Animoto Review: Engaging… but educational?

July 28, 2010 by · 2 Comments
Filed under: Cloud Computing, Digital Era 

Another late night and another review of something interesting I have come across this year. As I was taking a tour of Twynham School with one of our visitors on the last week of term we popped into a lesson where the students were using netbooks in their normal classroom. The class were producing presentations to send to David Cameron and a number were using PowerPoint as I might suspect. The interesting thing is that many of the students had opted to use a different presentation that the PowerPoint/movie maker norm- instead they were using Animoto.

Animoto is an ‘on the fly’ producer of presentations which incorporate your pictures, videos and music. Its value is in the ease and simplicity with which you can throw your different components into the web interface and quickly get a compelling presentation. Here is an example of a History presentation which would be used by a teacher at the start of a new unit to get students engaged.

I think the real value of Animoto beyond its simplicity as a mash-up tool is the way in which students are engaged by the production of engaging presentations. As we know for most students music is a major impact on their lives and the ability to add soundtracks or run one at random alongside movie quality effects certainly appeals. The other side of course is examining what the educational value is of such a tool. In the presentations I saw there was very little evidence that Animoto added anything here beyond engagement. That said Animoto also has an educational section where you can sign up so take a look here and try it for yourself.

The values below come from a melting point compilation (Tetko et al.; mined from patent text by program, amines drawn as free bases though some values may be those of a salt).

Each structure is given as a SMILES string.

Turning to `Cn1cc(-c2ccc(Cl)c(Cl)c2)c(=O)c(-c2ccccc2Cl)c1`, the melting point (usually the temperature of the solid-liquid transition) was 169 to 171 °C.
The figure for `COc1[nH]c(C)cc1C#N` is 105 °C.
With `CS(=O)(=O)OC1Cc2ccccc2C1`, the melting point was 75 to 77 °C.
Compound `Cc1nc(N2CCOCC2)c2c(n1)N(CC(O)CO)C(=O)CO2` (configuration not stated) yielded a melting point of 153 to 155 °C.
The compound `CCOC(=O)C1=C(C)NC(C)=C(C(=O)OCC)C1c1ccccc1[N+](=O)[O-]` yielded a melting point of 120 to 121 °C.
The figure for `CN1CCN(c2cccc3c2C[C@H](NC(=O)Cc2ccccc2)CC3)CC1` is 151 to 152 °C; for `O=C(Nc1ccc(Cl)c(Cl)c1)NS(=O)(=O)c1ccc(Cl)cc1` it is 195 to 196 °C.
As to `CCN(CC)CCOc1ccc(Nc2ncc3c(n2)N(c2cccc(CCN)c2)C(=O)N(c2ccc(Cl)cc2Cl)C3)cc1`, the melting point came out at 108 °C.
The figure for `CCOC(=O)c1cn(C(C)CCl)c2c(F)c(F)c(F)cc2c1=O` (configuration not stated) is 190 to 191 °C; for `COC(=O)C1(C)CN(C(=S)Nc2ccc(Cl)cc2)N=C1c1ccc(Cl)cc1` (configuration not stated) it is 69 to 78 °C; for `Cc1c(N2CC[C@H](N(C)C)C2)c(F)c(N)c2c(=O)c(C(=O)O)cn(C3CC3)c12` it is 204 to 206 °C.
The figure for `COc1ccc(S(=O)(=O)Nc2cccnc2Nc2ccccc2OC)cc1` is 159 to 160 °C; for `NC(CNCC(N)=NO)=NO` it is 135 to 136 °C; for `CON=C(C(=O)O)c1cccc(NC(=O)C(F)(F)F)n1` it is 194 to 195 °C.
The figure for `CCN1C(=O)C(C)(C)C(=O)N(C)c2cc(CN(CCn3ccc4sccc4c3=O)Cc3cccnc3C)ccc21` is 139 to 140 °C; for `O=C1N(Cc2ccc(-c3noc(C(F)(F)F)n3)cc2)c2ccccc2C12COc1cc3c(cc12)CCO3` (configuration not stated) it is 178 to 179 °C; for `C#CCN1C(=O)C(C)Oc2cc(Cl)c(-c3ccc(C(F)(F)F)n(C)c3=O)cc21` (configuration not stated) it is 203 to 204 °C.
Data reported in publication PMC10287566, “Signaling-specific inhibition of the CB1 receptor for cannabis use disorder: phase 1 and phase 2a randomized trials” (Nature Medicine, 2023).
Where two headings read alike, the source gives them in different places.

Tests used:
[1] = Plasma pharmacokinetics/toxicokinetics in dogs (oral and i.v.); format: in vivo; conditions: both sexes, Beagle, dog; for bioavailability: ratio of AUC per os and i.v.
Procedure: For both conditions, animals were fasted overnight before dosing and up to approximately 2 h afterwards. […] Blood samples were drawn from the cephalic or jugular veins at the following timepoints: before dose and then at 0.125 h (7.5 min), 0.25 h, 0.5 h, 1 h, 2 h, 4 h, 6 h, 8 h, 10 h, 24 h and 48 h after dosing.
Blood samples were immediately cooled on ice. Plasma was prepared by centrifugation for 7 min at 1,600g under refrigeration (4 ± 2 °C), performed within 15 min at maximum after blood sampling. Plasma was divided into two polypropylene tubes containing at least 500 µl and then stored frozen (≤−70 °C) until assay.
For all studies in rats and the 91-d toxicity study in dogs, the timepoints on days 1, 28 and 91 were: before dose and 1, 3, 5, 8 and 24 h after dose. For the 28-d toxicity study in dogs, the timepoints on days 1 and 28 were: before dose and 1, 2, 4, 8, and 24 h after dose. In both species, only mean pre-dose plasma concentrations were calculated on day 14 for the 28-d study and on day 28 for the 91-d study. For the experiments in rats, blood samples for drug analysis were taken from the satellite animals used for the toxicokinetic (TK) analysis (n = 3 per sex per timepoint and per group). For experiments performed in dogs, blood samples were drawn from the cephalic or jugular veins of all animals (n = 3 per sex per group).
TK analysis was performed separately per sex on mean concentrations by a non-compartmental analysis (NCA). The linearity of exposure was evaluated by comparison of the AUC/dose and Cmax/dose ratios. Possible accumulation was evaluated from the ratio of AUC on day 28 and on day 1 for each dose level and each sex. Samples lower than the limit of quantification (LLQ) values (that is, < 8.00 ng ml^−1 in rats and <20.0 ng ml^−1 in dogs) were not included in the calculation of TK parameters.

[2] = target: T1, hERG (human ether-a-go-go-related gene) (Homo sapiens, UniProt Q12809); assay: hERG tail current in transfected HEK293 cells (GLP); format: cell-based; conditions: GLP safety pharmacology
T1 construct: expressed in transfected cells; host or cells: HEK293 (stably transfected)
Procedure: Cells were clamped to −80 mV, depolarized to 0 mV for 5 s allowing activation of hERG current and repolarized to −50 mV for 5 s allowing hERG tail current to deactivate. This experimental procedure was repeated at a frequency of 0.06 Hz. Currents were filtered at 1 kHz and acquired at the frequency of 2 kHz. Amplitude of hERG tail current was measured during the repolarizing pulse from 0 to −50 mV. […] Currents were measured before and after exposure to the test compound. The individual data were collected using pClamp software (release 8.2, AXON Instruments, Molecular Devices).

2 Responses to “Animoto Review: Engaging… but educational?”
  1. Andrew says:

    Whenever I think about Presentation one thing that comes to mind is Power point. Seeing students enjoy Animoto for their presentation, I would like to give it a try as well.
    Video would have been fine but just not working at this moment.


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  1. [...] a related note, I posted a comment on Mike Herrity’s blog post about using Animoto and he turned it into a guest post! <blush> The teacher it refers to is [...]

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